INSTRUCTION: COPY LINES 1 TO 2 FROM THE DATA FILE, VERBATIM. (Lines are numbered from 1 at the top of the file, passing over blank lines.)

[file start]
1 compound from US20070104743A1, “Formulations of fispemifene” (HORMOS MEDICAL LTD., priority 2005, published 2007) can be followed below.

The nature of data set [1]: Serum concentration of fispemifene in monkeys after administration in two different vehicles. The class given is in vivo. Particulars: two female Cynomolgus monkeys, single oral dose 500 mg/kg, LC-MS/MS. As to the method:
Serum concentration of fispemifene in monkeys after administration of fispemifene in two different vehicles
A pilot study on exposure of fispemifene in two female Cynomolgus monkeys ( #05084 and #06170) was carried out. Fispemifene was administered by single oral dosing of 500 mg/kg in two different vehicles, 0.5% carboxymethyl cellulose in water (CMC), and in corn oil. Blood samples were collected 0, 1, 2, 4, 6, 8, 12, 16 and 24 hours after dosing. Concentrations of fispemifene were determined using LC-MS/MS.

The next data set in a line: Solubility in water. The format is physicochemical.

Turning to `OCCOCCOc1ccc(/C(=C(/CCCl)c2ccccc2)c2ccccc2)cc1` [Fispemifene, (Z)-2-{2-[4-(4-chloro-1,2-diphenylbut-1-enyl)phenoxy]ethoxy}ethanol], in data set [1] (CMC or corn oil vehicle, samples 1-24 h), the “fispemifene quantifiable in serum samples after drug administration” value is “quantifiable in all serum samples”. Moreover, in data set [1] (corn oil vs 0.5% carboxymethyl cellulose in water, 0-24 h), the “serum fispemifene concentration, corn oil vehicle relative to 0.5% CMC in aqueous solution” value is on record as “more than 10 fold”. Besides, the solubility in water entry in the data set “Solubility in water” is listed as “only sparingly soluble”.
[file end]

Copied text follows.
1 compound from US20070104743A1, “Formulations of fispemifene” (HORMOS MEDICAL LTD., priority 2005, published 2007) can be followed below.

The nature of data set [1]: Serum concentration of fispemifene in monkeys after administration in two different vehicles. The class given is in vivo. Particulars: two female Cynomolgus monkeys, single oral dose 500 mg/kg, LC-MS/MS. As to the method: